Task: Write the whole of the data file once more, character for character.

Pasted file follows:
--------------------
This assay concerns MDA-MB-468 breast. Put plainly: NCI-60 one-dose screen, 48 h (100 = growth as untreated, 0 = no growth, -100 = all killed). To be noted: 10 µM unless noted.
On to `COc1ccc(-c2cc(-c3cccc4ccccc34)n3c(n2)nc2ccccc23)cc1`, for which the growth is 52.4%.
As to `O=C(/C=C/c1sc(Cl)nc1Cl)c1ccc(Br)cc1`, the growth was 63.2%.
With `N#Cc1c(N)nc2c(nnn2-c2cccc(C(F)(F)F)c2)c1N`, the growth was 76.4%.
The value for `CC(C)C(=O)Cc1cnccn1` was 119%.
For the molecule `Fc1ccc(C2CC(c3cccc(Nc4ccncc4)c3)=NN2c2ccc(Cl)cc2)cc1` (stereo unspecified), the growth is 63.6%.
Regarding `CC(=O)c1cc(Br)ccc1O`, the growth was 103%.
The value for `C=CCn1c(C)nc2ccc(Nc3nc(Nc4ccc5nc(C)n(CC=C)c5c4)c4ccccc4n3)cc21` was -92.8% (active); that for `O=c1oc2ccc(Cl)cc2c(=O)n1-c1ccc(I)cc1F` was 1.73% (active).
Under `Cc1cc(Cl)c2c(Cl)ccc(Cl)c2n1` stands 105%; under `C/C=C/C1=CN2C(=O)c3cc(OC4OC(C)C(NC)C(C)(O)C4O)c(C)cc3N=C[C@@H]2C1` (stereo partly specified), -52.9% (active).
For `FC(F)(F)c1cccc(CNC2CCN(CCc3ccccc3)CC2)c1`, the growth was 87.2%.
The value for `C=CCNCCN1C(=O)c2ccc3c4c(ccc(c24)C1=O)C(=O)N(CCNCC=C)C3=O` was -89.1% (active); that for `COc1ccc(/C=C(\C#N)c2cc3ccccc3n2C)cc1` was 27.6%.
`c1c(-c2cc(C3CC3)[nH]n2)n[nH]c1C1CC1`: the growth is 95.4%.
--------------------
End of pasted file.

This assay concerns MDA-MB-468 breast. Put plainly: NCI-60 one-dose screen, 48 h (100 = growth as untreated, 0 = no growth, -100 = all killed). To be noted: 10 µM unless noted.
On to `COc1ccc(-c2cc(-c3cccc4ccccc34)n3c(n2)nc2ccccc23)cc1`, for which the growth is 52.4%.
As to `O=C(/C=C/c1sc(Cl)nc1Cl)c1ccc(Br)cc1`, the growth was 63.2%.
With `N#Cc1c(N)nc2c(nnn2-c2cccc(C(F)(F)F)c2)c1N`, the growth was 76.4%.
The value for `CC(C)C(=O)Cc1cnccn1` was 119%.
For the molecule `Fc1ccc(C2CC(c3cccc(Nc4ccncc4)c3)=NN2c2ccc(Cl)cc2)cc1` (stereo unspecified), the growth is 63.6%.
Regarding `CC(=O)c1cc(Br)ccc1O`, the growth was 103%.
The value for `C=CCn1c(C)nc2ccc(Nc3nc(Nc4ccc5nc(C)n(CC=C)c5c4)c4ccccc4n3)cc21` was -92.8% (active); that for `O=c1oc2ccc(Cl)cc2c(=O)n1-c1ccc(I)cc1F` was 1.73% (active).
Under `Cc1cc(Cl)c2c(Cl)ccc(Cl)c2n1` stands 105%; under `C/C=C/C1=CN2C(=O)c3cc(OC4OC(C)C(NC)C(C)(O)C4O)c(C)cc3N=C[C@@H]2C1` (stereo partly specified), -52.9% (active).
For `FC(F)(F)c1cccc(CNC2CCN(CCc3ccccc3)CC2)c1`, the growth was 87.2%.
The value for `C=CCNCCN1C(=O)c2ccc3c4c(ccc(c24)C1=O)C(=O)N(CCNCC=C)C3=O` was -89.1% (active); that for `COc1ccc(/C=C(\C#N)c2cc3ccccc3n2C)cc1` was 27.6%.
`c1c(-c2cc(C3CC3)[nH]n2)n[nH]c1C1CC1`: the growth is 95.4%.